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Oncoplastic breast surgery is a relatively new surgical option for patients undergoing treatment for breast cancer.
There is some confusion about the difference between oncoplastic and reconstructive surgery of the breast. Some doctors and patients
consider them the same and others separate them.

For me, reconstructive surgery refers to reconstruction of breast after mastectomy, or breast removal surgery. It can be performed either immediately at the time of mastectomy by a plastic surgeon, or years after mastectomy. Regardless, in my mind, it refers to reconstruction after breast had been removed completely.

Oncoplastic surgery, in my mind, refers to reconstruction of the breast after lumpectomy, when only part of the breast had been removed. Commonly it uses similar or the same techniques as reconstructive surgery after mastectomy (that is where confusion is).
Oncoplastic surgery combines the removal of breast cancer as part of lumpetomy as well as immediate reconstruction.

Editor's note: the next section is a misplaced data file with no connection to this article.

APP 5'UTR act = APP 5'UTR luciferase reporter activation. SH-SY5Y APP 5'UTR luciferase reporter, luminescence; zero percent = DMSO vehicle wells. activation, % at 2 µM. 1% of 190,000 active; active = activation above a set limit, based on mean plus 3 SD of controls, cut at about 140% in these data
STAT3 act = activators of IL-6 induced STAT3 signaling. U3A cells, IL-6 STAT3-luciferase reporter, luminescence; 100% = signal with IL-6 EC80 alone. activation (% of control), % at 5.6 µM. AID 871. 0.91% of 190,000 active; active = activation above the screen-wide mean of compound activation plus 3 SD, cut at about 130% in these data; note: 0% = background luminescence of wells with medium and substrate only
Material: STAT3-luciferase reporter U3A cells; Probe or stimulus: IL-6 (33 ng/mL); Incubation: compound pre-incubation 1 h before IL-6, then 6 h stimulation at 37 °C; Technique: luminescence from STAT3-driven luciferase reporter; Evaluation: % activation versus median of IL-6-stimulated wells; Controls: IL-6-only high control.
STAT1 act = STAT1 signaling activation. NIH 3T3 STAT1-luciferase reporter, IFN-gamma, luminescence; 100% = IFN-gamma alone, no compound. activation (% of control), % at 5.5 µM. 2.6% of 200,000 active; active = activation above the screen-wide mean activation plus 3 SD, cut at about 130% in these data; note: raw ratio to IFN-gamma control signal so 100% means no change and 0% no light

Reconstructive methods include procedures performed on the same and opposite breast. They include breast reduction, breast lift, breast re-arrangement, fat grafting, implants, local and distant flaps and other procedures. Usually these procedures are performed on the patients at the time of lumpectomy prior to radiation treatment.

Oncoplastic breast surgery has been designed for improved aesthetic outcome for women undergoing lumpectomy.
Commonly the patients are not informed about reconstructive options prior to lumpectomy. After lumpectomy had been done most patients end up having radiation treatment. The problem is that after radiation many oncoplastic reconstructive options are no longer available to those patients.

For example, breast re-arrangement surgery, fat grafting and some implants cannot be performed after radiation.

Sometimes general breast surgeons have difficulty obtaining clear margins and they are concerned about final breast appearance also. they choose to remove a little less to decrease the deformity and then send that patients for radiation. After radiation is done, the final deformity is usually much worse. At that point the only option for reconstruction is flap.

Potentially, if the surgeon is able to remove more breast tissue around the tumor and avoid radiation all together, by using immediate breast re-arrangement and fat grafting or implants, far better cosmetic result is possible.

I recommend getting evaluated by a trained plastic surgeon BEFORE undergoing lumpectomy to make sure that use of oncoplastic surgical techniques can be warranted.